by Cora Quigley
Book adaptations are finicky old things. No matter what you do, there are going to be fanatical fans of the book who are far from happy with the end product. A good rule of thumb to follow in this situation is to not count the amount of scenes that made it in, or break out in a murderous rage over the omission of what you deemed pivotal scenes. Instead, one should focus on how well the film captures the main essence, themes and overall message of the original novel. Or maybe that’s just me; I’m pretty wild like that. Judging by the trailer, Baz Luhrmann’s glitzy adaptation of The Great Gatsby seems to have failed in both regards.
Perhaps it’s unfair to judge a film based on its first trailer. However, with trailers these days consisting mainly of the “best” parts, and edited in such a way that will apparently sell it to a wider audience (and at times, give the entire plot away), it’s difficult not to. It seems that, paradoxically, where the trailer both succeeds and fails in its interpretation of the novel is its use of spectacle. The decadence of the jazz age portrayed in the novel is captured well, with glimpses of Gatsby’s infamous parties, ridiculously large estate and his impossible reputation established right away. Beyond this, it’s hard to find more parallels with the novel. The spectacle is used in such a way to lure the viewer in, rather than as a criticism of the continual decay of the American Dream and its increasing emphasis on material wealth.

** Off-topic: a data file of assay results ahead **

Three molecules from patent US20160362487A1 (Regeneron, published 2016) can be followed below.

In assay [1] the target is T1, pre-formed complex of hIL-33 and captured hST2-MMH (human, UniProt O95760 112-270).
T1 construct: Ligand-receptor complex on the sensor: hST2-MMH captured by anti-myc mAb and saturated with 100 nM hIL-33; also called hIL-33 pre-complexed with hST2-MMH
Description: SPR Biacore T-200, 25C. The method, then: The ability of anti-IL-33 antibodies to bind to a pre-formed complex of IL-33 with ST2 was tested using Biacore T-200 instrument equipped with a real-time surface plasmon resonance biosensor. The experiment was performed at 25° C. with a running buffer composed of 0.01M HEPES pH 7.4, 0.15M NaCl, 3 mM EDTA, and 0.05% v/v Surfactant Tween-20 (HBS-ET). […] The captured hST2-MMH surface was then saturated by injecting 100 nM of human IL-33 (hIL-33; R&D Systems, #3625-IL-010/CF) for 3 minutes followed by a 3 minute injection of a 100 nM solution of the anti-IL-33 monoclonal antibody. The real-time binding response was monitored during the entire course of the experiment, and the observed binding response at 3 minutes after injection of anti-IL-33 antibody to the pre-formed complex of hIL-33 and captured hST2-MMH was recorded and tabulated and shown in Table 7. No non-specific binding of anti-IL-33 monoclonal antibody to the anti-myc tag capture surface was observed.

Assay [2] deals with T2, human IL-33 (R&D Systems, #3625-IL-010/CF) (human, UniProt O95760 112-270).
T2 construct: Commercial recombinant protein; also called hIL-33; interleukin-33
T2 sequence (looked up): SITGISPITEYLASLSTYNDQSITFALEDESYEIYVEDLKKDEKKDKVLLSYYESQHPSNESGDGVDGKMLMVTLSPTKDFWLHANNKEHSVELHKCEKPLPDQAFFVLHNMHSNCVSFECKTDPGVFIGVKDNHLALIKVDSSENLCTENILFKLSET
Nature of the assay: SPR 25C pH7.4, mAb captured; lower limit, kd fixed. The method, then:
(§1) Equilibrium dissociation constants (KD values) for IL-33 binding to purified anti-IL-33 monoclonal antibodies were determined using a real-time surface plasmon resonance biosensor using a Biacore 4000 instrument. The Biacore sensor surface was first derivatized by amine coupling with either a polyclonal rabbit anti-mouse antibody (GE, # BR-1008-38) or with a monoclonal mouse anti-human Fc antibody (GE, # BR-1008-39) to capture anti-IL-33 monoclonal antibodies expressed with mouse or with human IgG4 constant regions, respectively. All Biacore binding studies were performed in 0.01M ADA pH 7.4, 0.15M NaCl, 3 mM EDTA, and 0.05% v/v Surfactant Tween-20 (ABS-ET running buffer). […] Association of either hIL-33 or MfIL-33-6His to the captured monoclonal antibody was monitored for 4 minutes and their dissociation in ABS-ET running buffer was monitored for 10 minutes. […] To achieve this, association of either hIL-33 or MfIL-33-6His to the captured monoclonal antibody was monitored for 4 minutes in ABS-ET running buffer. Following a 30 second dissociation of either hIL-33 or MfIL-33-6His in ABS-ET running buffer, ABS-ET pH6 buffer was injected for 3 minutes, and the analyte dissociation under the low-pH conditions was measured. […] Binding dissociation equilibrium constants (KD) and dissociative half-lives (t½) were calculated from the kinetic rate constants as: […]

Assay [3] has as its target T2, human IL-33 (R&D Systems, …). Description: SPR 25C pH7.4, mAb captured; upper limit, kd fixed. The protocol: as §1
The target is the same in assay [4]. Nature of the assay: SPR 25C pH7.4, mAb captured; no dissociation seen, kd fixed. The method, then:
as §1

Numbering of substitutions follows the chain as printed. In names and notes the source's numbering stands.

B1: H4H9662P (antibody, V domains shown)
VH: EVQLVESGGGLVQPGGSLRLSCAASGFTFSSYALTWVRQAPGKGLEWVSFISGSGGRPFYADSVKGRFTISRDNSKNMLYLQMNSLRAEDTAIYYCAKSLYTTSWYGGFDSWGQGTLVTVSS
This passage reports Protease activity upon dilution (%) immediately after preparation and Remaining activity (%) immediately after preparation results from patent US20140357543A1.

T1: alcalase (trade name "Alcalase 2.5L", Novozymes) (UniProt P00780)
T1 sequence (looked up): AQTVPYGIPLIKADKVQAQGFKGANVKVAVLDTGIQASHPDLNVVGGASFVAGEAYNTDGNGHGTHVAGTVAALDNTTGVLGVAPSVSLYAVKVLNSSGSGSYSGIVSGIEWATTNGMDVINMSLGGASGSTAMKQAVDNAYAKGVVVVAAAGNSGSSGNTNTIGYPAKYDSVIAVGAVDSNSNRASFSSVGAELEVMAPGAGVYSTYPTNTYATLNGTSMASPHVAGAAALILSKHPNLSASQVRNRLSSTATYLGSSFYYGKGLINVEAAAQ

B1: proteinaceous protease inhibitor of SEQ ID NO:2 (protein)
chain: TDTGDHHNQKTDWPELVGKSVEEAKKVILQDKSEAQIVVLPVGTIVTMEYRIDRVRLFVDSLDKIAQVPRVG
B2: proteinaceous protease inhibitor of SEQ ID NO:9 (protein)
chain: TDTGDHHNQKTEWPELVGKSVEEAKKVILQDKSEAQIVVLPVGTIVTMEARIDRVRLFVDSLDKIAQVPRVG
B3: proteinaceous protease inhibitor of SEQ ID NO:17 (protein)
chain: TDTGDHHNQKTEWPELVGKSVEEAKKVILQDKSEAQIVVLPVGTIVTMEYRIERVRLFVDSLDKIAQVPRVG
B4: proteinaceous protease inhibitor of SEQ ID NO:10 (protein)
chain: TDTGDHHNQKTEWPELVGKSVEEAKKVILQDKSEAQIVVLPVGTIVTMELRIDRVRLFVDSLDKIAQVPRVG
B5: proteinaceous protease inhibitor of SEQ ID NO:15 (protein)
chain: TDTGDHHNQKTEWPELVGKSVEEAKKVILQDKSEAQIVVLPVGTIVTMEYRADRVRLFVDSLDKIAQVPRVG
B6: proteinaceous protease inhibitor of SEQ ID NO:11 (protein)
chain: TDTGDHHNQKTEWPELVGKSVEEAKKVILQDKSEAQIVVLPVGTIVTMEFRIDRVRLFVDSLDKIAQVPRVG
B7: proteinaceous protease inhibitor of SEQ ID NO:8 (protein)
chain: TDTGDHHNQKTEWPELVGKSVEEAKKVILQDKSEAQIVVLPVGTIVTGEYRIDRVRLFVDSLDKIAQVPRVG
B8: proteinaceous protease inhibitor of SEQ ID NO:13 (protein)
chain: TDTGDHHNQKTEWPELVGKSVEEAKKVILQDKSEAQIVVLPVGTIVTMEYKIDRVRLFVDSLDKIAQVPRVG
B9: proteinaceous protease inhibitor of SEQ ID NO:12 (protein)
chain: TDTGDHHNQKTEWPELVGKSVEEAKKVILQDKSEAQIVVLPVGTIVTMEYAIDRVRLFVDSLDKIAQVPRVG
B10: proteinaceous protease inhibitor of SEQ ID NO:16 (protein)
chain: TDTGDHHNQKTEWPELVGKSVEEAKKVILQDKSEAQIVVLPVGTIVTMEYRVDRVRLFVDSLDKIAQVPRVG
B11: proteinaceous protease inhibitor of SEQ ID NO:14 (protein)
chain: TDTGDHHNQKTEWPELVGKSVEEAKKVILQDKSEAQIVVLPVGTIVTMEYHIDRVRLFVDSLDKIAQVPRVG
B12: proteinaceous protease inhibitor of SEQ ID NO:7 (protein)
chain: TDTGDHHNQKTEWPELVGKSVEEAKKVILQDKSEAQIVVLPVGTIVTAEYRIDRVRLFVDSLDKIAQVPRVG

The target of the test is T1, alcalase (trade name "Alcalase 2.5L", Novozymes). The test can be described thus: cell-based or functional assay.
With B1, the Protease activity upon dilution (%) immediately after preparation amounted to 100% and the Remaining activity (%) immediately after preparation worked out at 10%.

This could be blamed on the fact that Luhrmann’s directing style and the message of the novel just don’t mix. Gatsby’s message is a subtle, quiet one; whereas Luhrmann has a tendency to make films that are about as subtle as a brick wall. This isn’t necessarily a bad thing; Australia and Moulin Rouge are enjoyable, melodramatic romps that don’t pretend to be anything beyond fluffy entertainment. Unfortunately it looks as though The Great Gatsby is also going to be just that; melodramatic fluff. Leonardo DiCaprio’s portrayal of the title role also seems to be questionable. Not only is he too old for the role, his trademark intense face is littered all over the trailer, capturing none of Gatsby’s running act of frivolous charm.
All this said, perhaps this is an attempt at subversion by Luhrmann. Maybe his use of modern, auto tuned music is a way of bringing the story into this contemporary world in such a way that is relevant. It could be said that the theme of the crass materialism of the American dream is more relevant than ever. Of course, all of this is just speculation. We’ll just have to wait and see.